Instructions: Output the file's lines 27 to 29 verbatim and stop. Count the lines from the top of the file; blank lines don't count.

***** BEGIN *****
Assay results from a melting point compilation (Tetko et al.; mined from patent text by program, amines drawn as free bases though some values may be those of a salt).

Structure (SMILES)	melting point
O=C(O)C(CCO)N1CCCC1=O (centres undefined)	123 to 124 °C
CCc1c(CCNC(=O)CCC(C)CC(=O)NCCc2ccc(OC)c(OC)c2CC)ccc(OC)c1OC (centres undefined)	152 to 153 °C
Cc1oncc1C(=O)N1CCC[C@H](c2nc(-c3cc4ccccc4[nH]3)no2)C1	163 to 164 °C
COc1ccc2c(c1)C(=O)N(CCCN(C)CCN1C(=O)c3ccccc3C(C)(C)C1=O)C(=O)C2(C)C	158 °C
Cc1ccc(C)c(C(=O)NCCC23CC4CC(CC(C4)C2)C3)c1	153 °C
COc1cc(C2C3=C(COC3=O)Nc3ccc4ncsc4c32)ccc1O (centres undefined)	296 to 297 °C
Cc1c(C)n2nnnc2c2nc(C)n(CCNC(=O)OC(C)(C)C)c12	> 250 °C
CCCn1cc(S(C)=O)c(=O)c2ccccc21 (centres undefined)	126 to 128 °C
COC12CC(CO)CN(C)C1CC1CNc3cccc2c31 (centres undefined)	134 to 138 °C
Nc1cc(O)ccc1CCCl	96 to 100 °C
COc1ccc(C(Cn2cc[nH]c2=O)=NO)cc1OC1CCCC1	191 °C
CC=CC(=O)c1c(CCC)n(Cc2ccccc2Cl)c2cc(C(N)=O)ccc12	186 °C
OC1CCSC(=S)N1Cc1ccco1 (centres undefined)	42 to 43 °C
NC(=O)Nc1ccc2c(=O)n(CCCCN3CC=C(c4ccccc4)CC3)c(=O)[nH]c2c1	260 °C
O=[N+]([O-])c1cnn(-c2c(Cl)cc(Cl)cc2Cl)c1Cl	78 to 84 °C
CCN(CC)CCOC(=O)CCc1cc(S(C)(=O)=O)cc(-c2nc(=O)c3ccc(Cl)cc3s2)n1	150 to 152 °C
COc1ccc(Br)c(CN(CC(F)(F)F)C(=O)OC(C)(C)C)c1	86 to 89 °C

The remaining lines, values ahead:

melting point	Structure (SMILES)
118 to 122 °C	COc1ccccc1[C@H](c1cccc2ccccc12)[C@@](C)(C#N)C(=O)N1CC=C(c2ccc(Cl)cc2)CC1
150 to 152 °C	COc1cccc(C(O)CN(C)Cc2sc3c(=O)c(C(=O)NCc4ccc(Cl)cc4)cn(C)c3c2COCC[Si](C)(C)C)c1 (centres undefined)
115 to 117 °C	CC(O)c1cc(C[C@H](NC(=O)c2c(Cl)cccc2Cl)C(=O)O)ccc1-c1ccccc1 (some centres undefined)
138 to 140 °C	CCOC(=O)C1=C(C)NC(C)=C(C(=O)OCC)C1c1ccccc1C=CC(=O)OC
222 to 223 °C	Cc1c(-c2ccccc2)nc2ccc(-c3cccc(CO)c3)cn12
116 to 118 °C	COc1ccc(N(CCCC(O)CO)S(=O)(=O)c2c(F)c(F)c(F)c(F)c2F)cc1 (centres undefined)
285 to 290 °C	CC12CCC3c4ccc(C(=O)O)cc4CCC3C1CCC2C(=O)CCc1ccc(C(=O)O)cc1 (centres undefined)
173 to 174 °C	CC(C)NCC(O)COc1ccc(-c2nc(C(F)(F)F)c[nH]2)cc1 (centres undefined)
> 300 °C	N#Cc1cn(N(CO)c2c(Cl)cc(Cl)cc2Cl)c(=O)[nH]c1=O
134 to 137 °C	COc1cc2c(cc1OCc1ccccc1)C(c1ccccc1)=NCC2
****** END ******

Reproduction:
116 to 118 °C	COc1ccc(N(CCCC(O)CO)S(=O)(=O)c2c(F)c(F)c(F)c(F)c2F)cc1 (centres undefined)
285 to 290 °C	CC12CCC3c4ccc(C(=O)O)cc4CCC3C1CCC2C(=O)CCc1ccc(C(=O)O)cc1 (centres undefined)
173 to 174 °C	CC(C)NCC(O)COc1ccc(-c2nc(C(F)(F)F)c[nH]2)cc1 (centres undefined)